cemeteries hold more than lost souls


whenever i drive by cemeteries
i hold my breath and try to count from six hundred and seventy eight
down to one
because six hundred and seventy eight is the number of steps
i took from the car door to my grandfather’s grave
is the number of seconds it felt like i couldn’t breathe
as they carried his casket to the hollowed hole where he’d wait five years for my grandmother to return to him
at least that’s what i think
but i always stop at six hundred and thirty six
before my lungs collapse like my grandfather’s did
when the cancer shattered the architectural shield
he built around his organs
from the love his children gave to him circa 1949

six hundred and seventy eight steps
to where his rotting remains rest beside my grandmother’s
their love followed them to the grave
or the tomb to be more exact
their bodies rest side by side
the way their favorite armchairs did
hers smelling of italian spices,
draped in soft tangles of yarn
with knitting needles poking out from the sides
his carrying the sounds of a baseball fanatic,
stained with spaghetti sauce and cigar ash
when my uncles carried these chairs
to the pavement that would serve for the garage sale we held to sell our past
i found myself clinging to their chairs
counting the tears in the stitching as if each were a tally mark for the number of times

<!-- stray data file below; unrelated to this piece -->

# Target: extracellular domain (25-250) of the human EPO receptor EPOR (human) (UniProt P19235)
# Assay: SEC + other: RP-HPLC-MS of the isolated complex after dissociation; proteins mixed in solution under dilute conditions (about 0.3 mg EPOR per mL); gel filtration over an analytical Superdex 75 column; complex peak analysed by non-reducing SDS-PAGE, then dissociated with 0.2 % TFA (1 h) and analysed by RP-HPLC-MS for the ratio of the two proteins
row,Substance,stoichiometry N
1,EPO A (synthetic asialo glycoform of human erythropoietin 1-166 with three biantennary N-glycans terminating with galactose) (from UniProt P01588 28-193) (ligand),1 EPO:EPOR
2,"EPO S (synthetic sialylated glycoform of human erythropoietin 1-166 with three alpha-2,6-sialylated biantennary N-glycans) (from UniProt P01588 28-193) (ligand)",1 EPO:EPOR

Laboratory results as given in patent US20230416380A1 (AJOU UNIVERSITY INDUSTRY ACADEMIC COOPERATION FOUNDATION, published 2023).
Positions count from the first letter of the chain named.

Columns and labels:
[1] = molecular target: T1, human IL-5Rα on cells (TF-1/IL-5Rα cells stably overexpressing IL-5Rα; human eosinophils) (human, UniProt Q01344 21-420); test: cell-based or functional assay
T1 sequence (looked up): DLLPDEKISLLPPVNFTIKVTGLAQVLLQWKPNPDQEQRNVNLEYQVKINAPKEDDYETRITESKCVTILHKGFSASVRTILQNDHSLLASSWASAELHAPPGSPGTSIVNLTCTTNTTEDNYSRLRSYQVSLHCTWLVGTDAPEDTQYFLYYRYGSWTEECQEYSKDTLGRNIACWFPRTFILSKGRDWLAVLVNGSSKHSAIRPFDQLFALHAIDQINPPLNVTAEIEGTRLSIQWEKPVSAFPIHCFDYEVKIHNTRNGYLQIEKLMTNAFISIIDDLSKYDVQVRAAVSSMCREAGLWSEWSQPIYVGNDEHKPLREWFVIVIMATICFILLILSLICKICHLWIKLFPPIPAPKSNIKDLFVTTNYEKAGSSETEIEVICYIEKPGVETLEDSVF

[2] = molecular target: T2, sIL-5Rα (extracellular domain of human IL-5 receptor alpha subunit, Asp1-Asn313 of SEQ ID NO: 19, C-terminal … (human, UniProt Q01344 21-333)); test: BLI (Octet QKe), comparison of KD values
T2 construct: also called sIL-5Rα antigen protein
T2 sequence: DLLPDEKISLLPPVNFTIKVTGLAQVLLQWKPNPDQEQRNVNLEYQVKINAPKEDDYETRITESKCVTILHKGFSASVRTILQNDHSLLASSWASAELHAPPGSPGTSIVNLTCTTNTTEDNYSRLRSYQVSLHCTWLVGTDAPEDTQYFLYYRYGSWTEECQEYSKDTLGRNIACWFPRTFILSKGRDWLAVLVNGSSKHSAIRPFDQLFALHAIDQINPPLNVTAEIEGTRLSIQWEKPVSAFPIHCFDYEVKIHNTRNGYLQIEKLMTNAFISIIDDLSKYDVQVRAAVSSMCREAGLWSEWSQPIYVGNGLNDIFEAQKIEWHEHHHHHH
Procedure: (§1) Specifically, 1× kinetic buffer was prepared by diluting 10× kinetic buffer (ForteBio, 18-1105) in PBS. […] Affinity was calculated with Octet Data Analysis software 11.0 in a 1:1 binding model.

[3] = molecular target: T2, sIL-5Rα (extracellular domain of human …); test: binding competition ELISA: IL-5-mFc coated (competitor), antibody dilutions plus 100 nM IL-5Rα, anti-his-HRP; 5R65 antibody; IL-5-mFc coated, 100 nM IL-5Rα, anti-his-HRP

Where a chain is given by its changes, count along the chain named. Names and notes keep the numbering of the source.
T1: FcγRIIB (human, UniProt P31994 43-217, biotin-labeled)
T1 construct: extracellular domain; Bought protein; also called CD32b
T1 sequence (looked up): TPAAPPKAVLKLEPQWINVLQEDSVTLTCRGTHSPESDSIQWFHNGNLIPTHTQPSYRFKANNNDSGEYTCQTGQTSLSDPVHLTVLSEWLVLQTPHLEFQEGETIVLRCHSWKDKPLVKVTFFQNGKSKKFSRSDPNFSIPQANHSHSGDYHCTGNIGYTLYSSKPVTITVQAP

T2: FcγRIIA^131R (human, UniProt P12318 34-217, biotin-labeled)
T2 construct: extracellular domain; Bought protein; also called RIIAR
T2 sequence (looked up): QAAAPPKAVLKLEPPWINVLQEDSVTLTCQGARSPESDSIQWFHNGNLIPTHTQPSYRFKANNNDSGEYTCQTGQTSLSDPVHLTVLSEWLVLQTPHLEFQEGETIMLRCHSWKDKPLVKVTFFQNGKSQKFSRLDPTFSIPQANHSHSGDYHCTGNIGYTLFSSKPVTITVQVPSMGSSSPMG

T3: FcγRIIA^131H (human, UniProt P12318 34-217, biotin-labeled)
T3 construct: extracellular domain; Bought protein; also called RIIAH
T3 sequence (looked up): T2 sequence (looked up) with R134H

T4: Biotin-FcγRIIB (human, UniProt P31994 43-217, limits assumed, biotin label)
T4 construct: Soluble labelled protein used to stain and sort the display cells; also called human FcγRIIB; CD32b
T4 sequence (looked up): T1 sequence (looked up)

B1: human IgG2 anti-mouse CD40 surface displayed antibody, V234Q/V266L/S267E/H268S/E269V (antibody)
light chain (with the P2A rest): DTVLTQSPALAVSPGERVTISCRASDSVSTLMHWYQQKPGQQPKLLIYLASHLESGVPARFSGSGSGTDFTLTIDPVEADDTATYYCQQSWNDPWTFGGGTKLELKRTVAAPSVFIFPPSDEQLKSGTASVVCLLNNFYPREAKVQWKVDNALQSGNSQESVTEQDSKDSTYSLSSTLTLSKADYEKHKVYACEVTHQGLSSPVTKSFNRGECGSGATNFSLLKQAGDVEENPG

we exchanged “i love you’s” or “see you later’s”

there are no more “see you later’s”

i salvaged a single chair
her chair

when i find myself missing my grandmother
i sit in that chair
and inhale seventy years’ worth of flour and crossword puzzles and half-finished scarves
it’s like she is still here with me

when i find myself missing my grandfather
i sit at the bar he built with worn but experienced hands
and stare at my reflection in the base of dusty glasses
that have not seen an ounce of amber liquid since 2006
i watch the ghostly flicker of his knickerbocker sign
whose lights have been out since my brother’s baseball
smashed it ten years ago

i close my eyes and listen to the sound of my grandfather’s laughter
listen to the way it would start out as a slow hum
until it snowballed into a thunderstorm of happiness
it was a deft science, the way he laughed, but now i am left bereft
of his classic smiles, the ones where there was always
food stuck in his teeth
but none of us had the guts to tell him

as i drive by the third cemetery that day
i start the descent from six hundred and seventy eight
keeping my feet completely still
with each number i watch my grandparents’ remains crumble
thunder pounding in my ears
wondering if this will be the day
i reach six hundred and thirty five
i feel my heartbeat start to slow
close my eyes as i imagine them beside me
telling me that it’s time to


Fitzy Marlote

I've lost both of my grandfathers; one almost a month ago. Unfortunately; I only feel that way about one of them. I salvaged/ wear his suede house shoes and sleep to his old Bose radio. May want to start taking different routs for the sake of your lungs.

Need to talk?

If you ever need help or support, we trust CrisisTextline.org for people dealing with depression. Text HOME to 741741